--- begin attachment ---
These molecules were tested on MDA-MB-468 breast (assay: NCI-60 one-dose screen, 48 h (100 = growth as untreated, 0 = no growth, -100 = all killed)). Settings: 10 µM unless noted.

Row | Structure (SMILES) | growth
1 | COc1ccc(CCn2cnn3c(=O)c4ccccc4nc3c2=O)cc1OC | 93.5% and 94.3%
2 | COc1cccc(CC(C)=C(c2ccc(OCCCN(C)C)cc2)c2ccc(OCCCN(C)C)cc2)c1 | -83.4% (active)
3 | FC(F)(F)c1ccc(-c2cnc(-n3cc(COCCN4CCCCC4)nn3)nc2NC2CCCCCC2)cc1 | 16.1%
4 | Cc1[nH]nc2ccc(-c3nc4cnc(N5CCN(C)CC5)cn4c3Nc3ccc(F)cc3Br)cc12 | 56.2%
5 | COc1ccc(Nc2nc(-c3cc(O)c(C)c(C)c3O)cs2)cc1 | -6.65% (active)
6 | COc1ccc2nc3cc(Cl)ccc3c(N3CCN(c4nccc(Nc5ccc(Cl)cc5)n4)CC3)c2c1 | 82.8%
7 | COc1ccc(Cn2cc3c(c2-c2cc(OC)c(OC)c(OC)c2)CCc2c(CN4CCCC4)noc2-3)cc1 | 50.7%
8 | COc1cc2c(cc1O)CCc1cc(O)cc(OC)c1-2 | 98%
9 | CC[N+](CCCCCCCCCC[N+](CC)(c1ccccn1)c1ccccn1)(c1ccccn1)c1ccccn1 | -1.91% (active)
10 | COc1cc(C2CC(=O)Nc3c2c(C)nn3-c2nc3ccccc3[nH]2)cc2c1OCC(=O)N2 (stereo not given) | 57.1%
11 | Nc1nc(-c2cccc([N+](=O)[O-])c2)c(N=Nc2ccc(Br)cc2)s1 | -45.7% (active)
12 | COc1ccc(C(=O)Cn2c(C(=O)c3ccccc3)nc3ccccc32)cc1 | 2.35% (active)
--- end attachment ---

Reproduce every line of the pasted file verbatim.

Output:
These molecules were tested on MDA-MB-468 breast (assay: NCI-60 one-dose screen, 48 h (100 = growth as untreated, 0 = no growth, -100 = all killed)). Settings: 10 µM unless noted.

Row | Structure (SMILES) | growth
1 | COc1ccc(CCn2cnn3c(=O)c4ccccc4nc3c2=O)cc1OC | 93.5% and 94.3%
2 | COc1cccc(CC(C)=C(c2ccc(OCCCN(C)C)cc2)c2ccc(OCCCN(C)C)cc2)c1 | -83.4% (active)
3 | FC(F)(F)c1ccc(-c2cnc(-n3cc(COCCN4CCCCC4)nn3)nc2NC2CCCCCC2)cc1 | 16.1%
4 | Cc1[nH]nc2ccc(-c3nc4cnc(N5CCN(C)CC5)cn4c3Nc3ccc(F)cc3Br)cc12 | 56.2%
5 | COc1ccc(Nc2nc(-c3cc(O)c(C)c(C)c3O)cs2)cc1 | -6.65% (active)
6 | COc1ccc2nc3cc(Cl)ccc3c(N3CCN(c4nccc(Nc5ccc(Cl)cc5)n4)CC3)c2c1 | 82.8%
7 | COc1ccc(Cn2cc3c(c2-c2cc(OC)c(OC)c(OC)c2)CCc2c(CN4CCCC4)noc2-3)cc1 | 50.7%
8 | COc1cc2c(cc1O)CCc1cc(O)cc(OC)c1-2 | 98%
9 | CC[N+](CCCCCCCCCC[N+](CC)(c1ccccn1)c1ccccn1)(c1ccccn1)c1ccccn1 | -1.91% (active)
10 | COc1cc(C2CC(=O)Nc3c2c(C)nn3-c2nc3ccccc3[nH]2)cc2c1OCC(=O)N2 (stereo not given) | 57.1%
11 | Nc1nc(-c2cccc([N+](=O)[O-])c2)c(N=Nc2ccc(Br)cc2)s1 | -45.7% (active)
12 | COc1ccc(C(=O)Cn2c(C(=O)c3ccccc3)nc3ccccc32)cc1 | 2.35% (active)